Janice Perrino

Janice Perrino

Rotary adds support for Penticton hospital

A service club in the home of “Canada’s warmest welcome” has opened its arms to supporting the hospital expansion.

A service club in the home of “Canada’s warmest welcome” has opened its arms to supporting the expansion of the region’s acute care hospital.

The Rotary Club of Osoyoos has pledged a $30,000 donation to the South Okanagan Similkameen (SOS) Medical Foundation for medical equipment for the new patient care tower at Penticton Regional Hospital.

Club president Marieze Tarr said the club is solidly behind the PRH project.

“We all felt this is a long-term commitment we as a club would like to make, to benefit so many people in this whole region,” she said. “Probably all of us will, at some stage in our lifetime, use the Penticton hospital.  Therefore, it’s something near and dear to all our hearts.”

The Osoyoos Rotary club was established in 2003 and now includes 20 members.

After 25 years with Rotary, including a year as president of the Osoyoos club in 2006, Peter Steele is now among its honorary members.

Steele noted this isn’t the only time Osoyoos Rotary has made a major donation to PRH.  They also contributed $25,000 in 2007-08 to the SOS Medical Foundation’s campaign for a new digital mammography machine at the hospital.

Steele fully supports the club’s recent decision to donate to the PRH tower campaign.   The six-storey building will include new ambulatory care clinics, 84 single-bed rooms, five operating rooms, space for the UBC Faculty of Medicine program, and more.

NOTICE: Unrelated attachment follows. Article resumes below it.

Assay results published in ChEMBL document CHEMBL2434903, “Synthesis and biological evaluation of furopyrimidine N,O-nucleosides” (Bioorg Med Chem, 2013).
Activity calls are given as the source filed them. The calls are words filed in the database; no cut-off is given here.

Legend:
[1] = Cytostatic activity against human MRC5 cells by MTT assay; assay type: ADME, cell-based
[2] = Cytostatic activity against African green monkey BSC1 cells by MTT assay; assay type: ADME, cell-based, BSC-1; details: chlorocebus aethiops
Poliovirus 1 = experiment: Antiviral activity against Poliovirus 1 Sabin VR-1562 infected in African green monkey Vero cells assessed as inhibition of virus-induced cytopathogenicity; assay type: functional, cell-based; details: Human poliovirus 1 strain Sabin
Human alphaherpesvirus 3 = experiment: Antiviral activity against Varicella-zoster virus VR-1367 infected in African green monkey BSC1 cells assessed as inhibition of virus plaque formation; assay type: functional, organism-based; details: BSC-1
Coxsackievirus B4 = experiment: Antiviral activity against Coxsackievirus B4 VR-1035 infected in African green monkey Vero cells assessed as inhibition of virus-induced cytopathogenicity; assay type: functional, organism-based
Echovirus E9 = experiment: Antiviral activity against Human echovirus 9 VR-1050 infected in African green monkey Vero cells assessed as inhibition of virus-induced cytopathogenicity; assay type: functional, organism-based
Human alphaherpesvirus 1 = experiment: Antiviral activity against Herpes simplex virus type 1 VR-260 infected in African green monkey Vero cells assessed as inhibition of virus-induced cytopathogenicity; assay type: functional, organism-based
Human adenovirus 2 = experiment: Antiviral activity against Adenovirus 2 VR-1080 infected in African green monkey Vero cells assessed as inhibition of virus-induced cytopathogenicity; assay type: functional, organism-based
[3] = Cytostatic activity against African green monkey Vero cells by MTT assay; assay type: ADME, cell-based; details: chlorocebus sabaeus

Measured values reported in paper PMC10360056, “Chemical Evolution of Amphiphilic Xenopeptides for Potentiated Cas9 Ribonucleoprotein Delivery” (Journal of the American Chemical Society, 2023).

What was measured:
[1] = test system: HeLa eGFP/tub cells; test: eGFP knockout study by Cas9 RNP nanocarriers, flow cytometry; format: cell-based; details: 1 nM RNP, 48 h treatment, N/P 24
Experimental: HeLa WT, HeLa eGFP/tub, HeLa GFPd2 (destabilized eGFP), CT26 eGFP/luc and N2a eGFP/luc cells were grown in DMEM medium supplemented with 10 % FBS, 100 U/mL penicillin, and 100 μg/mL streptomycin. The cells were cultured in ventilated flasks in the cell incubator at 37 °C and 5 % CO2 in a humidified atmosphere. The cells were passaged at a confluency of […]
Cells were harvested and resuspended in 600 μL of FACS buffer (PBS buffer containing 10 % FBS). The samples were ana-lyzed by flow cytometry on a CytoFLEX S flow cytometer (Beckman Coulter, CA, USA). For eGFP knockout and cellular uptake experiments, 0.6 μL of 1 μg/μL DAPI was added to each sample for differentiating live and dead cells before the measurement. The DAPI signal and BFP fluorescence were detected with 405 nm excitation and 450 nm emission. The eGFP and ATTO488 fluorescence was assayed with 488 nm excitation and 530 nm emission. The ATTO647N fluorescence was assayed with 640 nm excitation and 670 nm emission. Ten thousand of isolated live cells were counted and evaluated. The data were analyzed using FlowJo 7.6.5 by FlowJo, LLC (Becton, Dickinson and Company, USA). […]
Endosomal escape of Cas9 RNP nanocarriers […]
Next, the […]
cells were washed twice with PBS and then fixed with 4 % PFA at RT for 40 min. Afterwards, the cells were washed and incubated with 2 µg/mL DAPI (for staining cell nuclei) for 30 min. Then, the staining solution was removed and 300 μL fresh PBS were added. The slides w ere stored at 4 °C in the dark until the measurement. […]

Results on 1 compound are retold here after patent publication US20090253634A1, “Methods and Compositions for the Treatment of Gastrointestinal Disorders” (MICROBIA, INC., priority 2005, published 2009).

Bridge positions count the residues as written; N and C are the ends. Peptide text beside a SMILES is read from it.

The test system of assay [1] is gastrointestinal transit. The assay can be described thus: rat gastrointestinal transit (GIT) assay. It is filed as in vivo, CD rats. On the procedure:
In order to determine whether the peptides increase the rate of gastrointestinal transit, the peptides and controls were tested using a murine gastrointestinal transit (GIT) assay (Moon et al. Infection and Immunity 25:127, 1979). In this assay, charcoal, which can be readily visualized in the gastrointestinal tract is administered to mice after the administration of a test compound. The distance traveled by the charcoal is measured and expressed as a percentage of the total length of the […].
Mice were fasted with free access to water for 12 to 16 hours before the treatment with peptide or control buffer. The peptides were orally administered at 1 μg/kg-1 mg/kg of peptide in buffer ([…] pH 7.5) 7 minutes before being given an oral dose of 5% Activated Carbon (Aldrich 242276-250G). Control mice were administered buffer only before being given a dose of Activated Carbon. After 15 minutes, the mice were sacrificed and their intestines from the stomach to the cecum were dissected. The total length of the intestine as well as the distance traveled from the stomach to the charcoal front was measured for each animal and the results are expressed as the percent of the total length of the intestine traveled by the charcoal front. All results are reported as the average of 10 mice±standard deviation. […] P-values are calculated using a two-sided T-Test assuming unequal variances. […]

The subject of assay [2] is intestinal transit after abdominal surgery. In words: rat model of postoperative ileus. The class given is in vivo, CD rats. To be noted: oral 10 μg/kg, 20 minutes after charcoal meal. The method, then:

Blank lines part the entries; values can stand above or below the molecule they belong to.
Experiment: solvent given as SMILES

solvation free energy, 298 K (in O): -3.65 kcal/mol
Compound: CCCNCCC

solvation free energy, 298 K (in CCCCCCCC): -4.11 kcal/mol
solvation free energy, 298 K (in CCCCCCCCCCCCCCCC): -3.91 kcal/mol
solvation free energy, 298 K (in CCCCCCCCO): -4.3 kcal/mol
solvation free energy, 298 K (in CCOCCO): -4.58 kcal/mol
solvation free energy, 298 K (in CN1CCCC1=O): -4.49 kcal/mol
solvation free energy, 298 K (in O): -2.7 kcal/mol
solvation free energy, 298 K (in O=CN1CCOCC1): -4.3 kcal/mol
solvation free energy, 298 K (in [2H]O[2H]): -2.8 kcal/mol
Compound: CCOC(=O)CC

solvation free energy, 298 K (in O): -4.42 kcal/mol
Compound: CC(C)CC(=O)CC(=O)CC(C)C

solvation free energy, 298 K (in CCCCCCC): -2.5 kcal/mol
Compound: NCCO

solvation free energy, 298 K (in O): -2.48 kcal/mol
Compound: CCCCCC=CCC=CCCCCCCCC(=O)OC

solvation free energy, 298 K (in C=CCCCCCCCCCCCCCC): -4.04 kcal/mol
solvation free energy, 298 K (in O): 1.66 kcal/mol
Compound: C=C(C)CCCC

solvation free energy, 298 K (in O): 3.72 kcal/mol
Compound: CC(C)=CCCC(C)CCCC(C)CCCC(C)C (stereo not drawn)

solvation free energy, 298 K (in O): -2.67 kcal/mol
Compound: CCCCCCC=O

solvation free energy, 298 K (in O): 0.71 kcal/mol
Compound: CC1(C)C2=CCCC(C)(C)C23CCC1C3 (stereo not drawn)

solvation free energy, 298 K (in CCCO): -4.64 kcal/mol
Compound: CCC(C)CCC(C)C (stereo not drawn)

“It’s long overdue. This is our hospital,” he said. “If I’m going to stay in the South Okanagan, I need this hospital to serve my needs.

“I know that to attract quality physicians, we’ve got to have a quality facility. They’re not going to come to Penticton, if this hospital is out of date.”

An added benefit for Osoyoos residents will be they may no longer face a two-hour drive to Kelowna for certain cardiology and other medical tests.

“I don’t want to keep driving to Kelowna to go to the hospital,” Steele said. “We left Osoyoos at 7 o’clock the other morning for a cardiology appointment at nine.”

Although the PRH project will be the major focus of Osoyoos Rotary over the next few years, other smaller local projects won’t be overlooked.

“We donate little bits of money to a lot of local organizations, but this would be our major donation to a local project,” Tarr said. “We like to donate to a local cause as well as an international project – we also will be providing sanitation to a daycare project in South Africa this year.”

Major fundraisers held by the Osoyoos Rotary club include the Lobster on the Beach festival in September, an annual June golf tournament, and the popular Canada Day/Cherry Fiesta pancake breakfast on July 1.

Construction of the new patient care tower and adjoining parkade at PRH will soon get underway and should be ready for patients by early 2019.